Another deciding factor for us was the interaction of the current and the wind, and the width of the passage. We have three possible passages we are focused on. Because the Alaskan peninsula runs roughly southwest here, we are partially sheltered from the wind, as long as we stay in the Pacific. By waiting until the last minute, just prior to Dutch Harbor, to cross to the Bering Sea, via Unalga Pass, we would be sheltered from the wind for as long as possible. However, Unalga pass is narrow, which can amplify the effects of wind and current. Even the coastal pilot, which is fairly conservative in their writing says about Unalga Pass, “… treacherous seas, particular in the narrow part of Unalga Pass, caused by wind opposing the current, often sweep a vessel without warning. These have caused severe damage, and men have been washed overboard, with resultant loss of life…”
Ultimately, we decided to go through Unimak Pass, with the current slack or pushing us. After studying all the materials, we computed our optimal departure time. “9am”. Hey, that’s 30 minutes ago! We decided to start engines immediately. So much for sightseeing at King Cove.
Here’s Grey Pearl leaving King Cove.
Note in the snapshot from my Nobeltec above how close Grey Pearl is running to me. That’s because Sans Souci is often used as a floating internet café. We have broadband internet aboard. If the other boats run close, they can use my internet. They do have alternate ways of getting internet, but I have the fastest connection. Steven on Seabird has had great success, and speed, by using the Hughes 9201 Bgan unit that I used going to Costa Rica. It’s not a stabilized antenna, but it is very forgiving, and gives decent internet at a semi-reasonable price.
And, on a completely different topic…
Several of you sent me copies of an article about a couple of Alaskan fisherman lost at sea:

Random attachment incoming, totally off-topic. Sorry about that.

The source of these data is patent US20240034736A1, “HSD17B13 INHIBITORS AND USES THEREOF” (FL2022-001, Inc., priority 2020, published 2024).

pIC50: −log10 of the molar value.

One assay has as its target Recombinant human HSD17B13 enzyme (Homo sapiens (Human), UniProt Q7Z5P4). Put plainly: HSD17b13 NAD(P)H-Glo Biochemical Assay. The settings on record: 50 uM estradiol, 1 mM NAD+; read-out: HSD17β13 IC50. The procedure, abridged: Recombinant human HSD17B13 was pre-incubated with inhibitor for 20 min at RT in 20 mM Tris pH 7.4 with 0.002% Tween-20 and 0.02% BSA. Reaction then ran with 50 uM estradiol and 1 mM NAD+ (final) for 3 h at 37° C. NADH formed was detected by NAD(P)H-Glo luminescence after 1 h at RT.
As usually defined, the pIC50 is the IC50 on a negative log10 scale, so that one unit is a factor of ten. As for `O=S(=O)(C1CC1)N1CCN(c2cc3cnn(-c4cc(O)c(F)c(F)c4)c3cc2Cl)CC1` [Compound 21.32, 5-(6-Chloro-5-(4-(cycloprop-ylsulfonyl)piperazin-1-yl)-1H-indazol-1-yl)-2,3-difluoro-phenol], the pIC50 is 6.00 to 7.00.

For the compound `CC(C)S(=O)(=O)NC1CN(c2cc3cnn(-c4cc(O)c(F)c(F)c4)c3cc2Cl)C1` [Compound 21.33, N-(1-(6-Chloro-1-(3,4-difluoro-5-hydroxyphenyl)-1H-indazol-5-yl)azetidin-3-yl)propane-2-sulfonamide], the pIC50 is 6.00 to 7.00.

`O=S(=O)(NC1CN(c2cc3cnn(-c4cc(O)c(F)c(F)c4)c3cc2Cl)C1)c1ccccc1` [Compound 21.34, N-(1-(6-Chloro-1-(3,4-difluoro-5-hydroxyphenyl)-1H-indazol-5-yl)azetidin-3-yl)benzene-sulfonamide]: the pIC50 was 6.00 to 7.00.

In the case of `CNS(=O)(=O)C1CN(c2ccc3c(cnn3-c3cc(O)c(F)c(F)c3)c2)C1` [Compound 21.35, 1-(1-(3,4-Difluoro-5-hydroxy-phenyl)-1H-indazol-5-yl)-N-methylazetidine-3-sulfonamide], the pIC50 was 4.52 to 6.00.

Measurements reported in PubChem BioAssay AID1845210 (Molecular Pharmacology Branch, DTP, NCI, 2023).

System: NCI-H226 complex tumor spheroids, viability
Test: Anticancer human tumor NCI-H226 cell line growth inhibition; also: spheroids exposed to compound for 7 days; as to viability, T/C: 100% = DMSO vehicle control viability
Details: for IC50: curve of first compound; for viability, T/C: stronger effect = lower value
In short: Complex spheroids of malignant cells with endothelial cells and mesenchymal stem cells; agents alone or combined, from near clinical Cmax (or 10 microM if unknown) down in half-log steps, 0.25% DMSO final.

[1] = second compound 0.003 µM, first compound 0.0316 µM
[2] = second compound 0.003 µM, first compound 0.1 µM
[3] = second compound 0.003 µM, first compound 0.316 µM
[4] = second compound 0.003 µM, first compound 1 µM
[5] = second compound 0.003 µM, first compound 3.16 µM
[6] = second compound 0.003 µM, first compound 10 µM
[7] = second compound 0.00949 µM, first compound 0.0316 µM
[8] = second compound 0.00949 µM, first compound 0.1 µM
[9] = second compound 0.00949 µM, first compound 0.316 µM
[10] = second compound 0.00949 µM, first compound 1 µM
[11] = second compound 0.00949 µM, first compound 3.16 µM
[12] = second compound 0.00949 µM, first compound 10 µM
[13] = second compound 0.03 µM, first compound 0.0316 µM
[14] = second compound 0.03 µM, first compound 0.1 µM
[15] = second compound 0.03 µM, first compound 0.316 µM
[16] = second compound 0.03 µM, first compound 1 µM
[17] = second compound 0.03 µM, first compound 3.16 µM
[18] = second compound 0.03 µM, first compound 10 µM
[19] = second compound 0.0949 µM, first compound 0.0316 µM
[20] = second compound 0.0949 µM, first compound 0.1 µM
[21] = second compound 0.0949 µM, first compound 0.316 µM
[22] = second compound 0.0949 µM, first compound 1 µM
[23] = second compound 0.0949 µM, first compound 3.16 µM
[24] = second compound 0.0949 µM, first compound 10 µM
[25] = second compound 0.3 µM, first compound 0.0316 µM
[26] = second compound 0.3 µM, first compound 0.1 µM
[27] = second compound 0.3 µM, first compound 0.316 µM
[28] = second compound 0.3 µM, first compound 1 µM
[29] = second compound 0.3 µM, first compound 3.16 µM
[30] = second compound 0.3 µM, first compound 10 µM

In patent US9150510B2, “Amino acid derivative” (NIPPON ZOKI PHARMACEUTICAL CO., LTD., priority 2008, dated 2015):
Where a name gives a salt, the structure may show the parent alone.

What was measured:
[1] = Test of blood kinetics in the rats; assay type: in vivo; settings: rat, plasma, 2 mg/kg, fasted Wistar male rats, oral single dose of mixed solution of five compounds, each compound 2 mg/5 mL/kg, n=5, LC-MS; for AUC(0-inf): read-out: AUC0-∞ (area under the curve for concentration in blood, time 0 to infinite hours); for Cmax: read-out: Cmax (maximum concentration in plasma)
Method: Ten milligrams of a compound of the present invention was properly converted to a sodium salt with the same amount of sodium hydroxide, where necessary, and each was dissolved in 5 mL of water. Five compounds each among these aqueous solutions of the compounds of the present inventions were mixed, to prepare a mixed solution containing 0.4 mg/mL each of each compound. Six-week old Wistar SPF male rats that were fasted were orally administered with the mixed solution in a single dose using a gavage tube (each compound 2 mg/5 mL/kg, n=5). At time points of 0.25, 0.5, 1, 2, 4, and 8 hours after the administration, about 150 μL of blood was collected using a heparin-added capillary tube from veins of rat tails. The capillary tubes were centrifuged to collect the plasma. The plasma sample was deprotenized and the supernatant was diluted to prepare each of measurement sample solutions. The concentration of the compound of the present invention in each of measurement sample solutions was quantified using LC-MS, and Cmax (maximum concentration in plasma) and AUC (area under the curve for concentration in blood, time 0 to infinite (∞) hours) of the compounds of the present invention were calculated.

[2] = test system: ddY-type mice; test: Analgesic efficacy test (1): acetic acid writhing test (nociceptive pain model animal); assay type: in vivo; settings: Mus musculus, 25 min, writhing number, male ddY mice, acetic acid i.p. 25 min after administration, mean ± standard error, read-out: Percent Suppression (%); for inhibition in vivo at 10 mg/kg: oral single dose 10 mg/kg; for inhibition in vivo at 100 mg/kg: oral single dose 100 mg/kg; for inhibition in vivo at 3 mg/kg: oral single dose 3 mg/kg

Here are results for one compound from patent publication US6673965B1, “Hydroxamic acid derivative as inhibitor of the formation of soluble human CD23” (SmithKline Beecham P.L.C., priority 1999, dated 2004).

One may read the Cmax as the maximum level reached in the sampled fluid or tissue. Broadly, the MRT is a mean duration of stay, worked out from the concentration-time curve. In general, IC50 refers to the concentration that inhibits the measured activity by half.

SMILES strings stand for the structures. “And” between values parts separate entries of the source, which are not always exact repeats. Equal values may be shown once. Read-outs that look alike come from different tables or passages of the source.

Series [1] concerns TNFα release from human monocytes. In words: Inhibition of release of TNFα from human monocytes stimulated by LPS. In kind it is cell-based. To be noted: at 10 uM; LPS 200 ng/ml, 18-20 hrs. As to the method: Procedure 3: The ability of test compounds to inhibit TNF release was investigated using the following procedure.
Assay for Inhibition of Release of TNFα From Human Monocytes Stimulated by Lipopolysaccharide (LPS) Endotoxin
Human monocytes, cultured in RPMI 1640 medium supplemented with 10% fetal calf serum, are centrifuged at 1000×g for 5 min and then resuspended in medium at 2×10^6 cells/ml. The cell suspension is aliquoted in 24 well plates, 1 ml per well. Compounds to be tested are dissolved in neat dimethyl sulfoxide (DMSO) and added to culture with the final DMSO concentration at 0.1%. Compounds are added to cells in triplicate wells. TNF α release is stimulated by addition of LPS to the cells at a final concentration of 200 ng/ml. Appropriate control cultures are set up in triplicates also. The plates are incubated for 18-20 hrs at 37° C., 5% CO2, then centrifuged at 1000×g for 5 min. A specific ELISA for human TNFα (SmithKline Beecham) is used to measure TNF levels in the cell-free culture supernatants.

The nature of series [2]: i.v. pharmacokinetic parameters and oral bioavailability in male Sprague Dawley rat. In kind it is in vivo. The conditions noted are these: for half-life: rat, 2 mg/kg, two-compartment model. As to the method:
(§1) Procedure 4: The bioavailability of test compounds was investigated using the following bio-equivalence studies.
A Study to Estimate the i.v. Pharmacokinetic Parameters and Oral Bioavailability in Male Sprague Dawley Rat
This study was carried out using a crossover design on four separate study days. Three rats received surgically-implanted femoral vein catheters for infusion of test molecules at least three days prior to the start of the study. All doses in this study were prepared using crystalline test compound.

We were quite aware of this story as it was occurring. One of the guys, Rod Whitehead, is an acquaintance of Bills, and we happened to be tied up next to some relatives of his in Sand Point. There was plenty of concern on the docks, and great relief when the good news came in that they had been found. We’ll be in Adak in a couple of weeks, and hope to speak with the guys about their ordeal.
And, on a vaguely related topic…
Bill has had a tense few days, as has his wife, Cindy, who is back home in Kodiak. Their daughter is now on a fishing boat, in the Bering Sea (Bristol Bay) doing salmon tendering, and their son has been underway on a sailboat running with a friend from Kodiak to Homer. Bill acted like it was no big deal, but it has to be tough for parents to relax when their offspring are running around offshore. For Cindy Harrington, the whole family is out to sea. We were watching the reports here of major gales along his son Brendon’s route, and watching the sat phone hoping it would ring, with word of Brendon’s arrival in Homer. When the phone did ring, it was Brendon, fatigued, but exhilarated, after his bout with 50 knot winds. I’m sure Bill and Cindy are proud parents, but I think I’d be a nervous wreck if they were my kids.
Lastly, we just passed a shipwreck. Bill said I should get used to seeing them, that there are a lot of these around here. This particular one went aground after dragging anchor.
I’ll stop typing now. We are starting to take a lot of water over the bow. It’s going to be a LONG day.